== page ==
Aside from my Mettler B5 analytical balance I also have this laboratory scale, by comparison to the Mettler B5 which goes to 200g with 4 decimal places precision, this one goes to ~1.2kg but only with two decimal places precision.
The product sticker on the side dates mine back to 1977.
The bubble level indicator on mine isn’t working properly (probably deformed or so) and I had to adjust the sensitivity a bit, as it was oscillating too much sometimes.
Specifications are my own, I don’t have the manual or any advertisement material for it, so those are educated guesses:
- Capacity: 12g-1200g
- Sensitivity: <0,01g
- Readability: 0,01g
- Precision: ±??
- Tare: up to 100mg
Ensure the transportation lock isn’t engaged (see below), ensure the scale is properly projected onto the front panel and ensure it’s level.
- Apply a bias load to the scale, this must be >12mg I usually use a 20mg M1 class weight or a beaker or whatever.
- Tare the scale to zero, that is everything showing 0 and the line on the right is within the limit.
- Put measurement specimen on it
- If it shows “+” on the display or it feels like it maxed out change 100mg range selection (right knob)
- Use the black knob on the side of the scale until the line in the rightmost projection is within the limit.
- Read out value from the display.
Since the bubble level indicator on mine is not working correctly I am leveling the scale with an external bubble indicator. To do this properly the pan needs to be removed and the bubble scale needs to sit directly on the balance.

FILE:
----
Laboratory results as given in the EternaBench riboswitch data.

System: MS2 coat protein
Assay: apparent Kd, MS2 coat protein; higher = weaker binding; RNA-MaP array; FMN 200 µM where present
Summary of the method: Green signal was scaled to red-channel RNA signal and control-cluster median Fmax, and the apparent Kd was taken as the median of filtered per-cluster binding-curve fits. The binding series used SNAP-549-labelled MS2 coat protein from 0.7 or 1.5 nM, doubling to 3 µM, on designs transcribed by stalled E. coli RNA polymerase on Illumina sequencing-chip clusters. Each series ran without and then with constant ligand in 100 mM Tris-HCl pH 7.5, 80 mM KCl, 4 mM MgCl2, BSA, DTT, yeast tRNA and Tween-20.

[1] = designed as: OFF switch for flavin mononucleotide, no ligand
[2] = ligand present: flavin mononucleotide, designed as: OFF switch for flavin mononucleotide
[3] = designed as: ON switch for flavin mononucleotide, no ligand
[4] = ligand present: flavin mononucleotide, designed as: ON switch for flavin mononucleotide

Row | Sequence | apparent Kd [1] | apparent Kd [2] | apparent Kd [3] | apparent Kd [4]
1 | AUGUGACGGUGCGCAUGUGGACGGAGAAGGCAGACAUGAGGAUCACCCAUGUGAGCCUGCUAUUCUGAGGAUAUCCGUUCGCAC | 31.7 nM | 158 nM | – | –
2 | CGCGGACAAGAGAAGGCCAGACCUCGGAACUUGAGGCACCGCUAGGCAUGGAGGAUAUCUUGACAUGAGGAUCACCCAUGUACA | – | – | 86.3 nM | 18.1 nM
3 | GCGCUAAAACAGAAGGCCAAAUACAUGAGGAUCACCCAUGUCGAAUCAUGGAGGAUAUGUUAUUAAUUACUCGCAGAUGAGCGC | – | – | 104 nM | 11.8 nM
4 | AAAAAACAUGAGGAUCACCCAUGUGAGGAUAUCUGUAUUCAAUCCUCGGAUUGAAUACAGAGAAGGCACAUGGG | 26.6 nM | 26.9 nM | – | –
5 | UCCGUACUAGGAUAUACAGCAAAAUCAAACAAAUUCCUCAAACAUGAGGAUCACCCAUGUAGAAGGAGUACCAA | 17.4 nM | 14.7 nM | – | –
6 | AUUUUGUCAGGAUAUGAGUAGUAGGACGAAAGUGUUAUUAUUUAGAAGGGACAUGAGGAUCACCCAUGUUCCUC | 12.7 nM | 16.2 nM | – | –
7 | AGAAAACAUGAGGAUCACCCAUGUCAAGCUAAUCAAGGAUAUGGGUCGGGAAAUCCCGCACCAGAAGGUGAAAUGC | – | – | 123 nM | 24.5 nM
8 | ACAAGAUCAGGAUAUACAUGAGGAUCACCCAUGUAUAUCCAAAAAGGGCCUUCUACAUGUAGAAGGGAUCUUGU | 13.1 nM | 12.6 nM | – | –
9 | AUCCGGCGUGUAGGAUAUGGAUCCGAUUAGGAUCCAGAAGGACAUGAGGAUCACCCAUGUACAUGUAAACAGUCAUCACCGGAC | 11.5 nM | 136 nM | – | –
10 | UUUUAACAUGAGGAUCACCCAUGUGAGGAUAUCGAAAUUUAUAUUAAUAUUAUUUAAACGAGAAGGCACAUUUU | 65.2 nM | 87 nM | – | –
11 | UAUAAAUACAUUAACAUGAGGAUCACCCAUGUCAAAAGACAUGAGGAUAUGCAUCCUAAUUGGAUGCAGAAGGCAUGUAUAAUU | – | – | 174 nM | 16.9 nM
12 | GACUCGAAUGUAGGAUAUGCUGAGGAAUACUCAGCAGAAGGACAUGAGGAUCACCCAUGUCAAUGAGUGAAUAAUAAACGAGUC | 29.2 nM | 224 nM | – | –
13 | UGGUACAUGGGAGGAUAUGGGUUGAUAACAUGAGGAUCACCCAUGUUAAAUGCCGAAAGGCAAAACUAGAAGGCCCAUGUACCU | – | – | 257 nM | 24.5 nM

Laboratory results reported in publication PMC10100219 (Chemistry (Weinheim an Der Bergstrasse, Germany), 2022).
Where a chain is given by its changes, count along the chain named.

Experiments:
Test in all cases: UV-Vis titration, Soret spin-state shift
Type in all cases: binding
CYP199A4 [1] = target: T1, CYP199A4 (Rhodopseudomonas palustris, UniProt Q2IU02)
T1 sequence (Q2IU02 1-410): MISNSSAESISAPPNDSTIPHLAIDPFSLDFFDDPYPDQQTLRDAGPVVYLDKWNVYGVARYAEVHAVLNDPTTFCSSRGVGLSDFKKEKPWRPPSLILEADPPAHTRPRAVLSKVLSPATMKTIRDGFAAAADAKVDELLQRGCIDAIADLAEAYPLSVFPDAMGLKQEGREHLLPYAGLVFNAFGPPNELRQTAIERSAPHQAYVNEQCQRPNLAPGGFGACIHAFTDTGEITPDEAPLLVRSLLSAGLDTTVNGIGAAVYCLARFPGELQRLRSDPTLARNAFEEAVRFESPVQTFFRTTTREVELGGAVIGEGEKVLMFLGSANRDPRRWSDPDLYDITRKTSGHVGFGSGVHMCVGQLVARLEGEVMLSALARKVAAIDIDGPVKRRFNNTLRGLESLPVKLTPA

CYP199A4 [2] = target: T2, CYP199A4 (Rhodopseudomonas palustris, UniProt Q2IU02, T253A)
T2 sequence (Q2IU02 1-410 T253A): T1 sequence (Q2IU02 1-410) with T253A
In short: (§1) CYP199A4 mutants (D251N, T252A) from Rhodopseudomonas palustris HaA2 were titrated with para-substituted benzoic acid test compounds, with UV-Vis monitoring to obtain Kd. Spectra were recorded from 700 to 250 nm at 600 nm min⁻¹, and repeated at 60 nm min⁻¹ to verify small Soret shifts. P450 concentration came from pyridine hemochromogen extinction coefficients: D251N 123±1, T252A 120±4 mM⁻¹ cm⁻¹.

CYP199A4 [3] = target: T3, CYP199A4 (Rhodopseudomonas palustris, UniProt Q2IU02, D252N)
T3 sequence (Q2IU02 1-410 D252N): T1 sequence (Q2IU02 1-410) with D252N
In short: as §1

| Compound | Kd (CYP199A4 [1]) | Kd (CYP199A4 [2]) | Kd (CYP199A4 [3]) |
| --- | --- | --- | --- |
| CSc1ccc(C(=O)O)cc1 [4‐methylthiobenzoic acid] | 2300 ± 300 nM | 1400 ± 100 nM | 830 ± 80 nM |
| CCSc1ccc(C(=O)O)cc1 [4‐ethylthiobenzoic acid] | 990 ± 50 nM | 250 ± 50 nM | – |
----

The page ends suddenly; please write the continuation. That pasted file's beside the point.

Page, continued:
Lamp Position: The wheel below the light compartment offsets the light bulb, this can be used such that the light bulb fully illuminates the internal optics.
Shift: The wheel on the left side shifts the projection on the front panel to the sides. Without any load on the scale the bar in the 0…50…100 line should be at 0 and the numbers center.
Focus: The wheel on the right adjusts the focus on the front panel.
The lever at the top locks the sheet metal case, rotating it 90 degrees anti-clockwise will unlock the upper part of the case.
Range Select: The left knob selects the 100g range of the specimen to be weighted.
Tare: Allows applying 0-100mg tare to the pan.
Fine range (side): The fine range select allows obtaining the 100mg and 10mg range, this is done by rotating the knob until the line on the right indicator is within the two limits given.
There is a white wheel on the side that allows zero point adjustment. (i.e. applies a slight tare)
It has similar inner workings as my Mettler B5 so I’d refer to checking that out first.
Key differences: Only the range selection adds or removes weights from the balance. The 10g and 1g scales are projected, the 100mg and 10mg scales work by an adjustable mirror. It also has a magnetic damper.
It has virtually the same electronics as my Mettler B5, albeit with newer technology. It’s a transformer supplying 6V AC to a B15S tungsten light bulb. So similarly to my Mettler B5 I also got a B15S to G4 socket adapter for this one, so that I can easily replace the bulb with a more easy to get G4 LED or halogen bulb if this one breaks.
The P1210 has a slot for a spare bulb, but it was empty when I got it, so either someone removed it, or it’s the one currently installed.
I’m using the same cheap calibration counterweights I used in the Mettler B5 article. However in this case I haven’t recalibrated the scale at all since I got it.
Since the range of the scale starts at 12mg, I biased the scale with some nuts and bolts and adjusted the tare until it read zero. This will allow me to measure the relative weight of the counterweights starting at 0mg.
|Read||Nominal Weight||Displayed Weight||Deviation abs(Δ)1)|
1) Deviation is the deviation between the nominal weight and the actually displayed weight